Andrew: In the world of privacy and security, you can’t manage what you don’t measure. The overall goal should be reducing the overall time it takes for security and privacy to perform the handoff and a privacy risk assessment to be performed. Incident response metrics should include:

  • Mean time to detection (MTTD) – Average time it takes from incident occurrence to detection
  • Mean time to assessment decision (MTTAD) – Average time it takes from assessment to make a breach or no breach notification decision
  • Mean time to notification (MTTN) – Average time it takes to notify after the first decision is made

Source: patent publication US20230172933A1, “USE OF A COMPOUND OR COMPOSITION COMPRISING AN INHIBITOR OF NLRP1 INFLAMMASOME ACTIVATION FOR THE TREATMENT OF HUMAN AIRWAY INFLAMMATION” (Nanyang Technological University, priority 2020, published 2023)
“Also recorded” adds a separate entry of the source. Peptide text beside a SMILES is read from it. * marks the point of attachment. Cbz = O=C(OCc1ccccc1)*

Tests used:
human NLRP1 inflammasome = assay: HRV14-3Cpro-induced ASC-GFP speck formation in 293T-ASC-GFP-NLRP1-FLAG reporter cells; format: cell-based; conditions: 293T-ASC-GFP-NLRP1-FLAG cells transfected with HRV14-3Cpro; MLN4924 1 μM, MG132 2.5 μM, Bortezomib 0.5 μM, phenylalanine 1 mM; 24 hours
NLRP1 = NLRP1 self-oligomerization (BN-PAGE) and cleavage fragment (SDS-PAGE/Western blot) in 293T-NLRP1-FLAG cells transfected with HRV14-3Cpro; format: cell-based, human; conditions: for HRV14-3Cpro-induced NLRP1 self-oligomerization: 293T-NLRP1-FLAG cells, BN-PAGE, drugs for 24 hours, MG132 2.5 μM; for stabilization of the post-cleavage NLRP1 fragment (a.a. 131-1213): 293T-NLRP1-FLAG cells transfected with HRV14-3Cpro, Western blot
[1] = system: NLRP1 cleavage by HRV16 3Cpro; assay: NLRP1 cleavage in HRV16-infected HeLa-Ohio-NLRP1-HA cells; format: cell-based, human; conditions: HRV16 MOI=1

The key metric that spans both security and privacy is meantime to privacy response (MTTPR). This is the average time it takes from detection of a privacy incident to when a risk assessment is performed. This assessment quantifies the risk of harm to individuals and the organization. If you look at the trend toward reduced notification timelines for both regulatory and contractual obligations, this is the next logical area for security and privacy to measure and improve.

Privacy automation is key here. Using software to risk score privacy incidents and determine notification obligations in an automated and consistent fashion greatly reduces the time it takes for a business to respond. It also reduces the reliance on outside counsel, which is often the main delay in being able to respond quickly.

Priscilla: Definitions of personal, sensitive, confidential, etc. data vary wildly depending on the country, region and company. Is there a governing body, framework, or commonly accepted definition I can reference?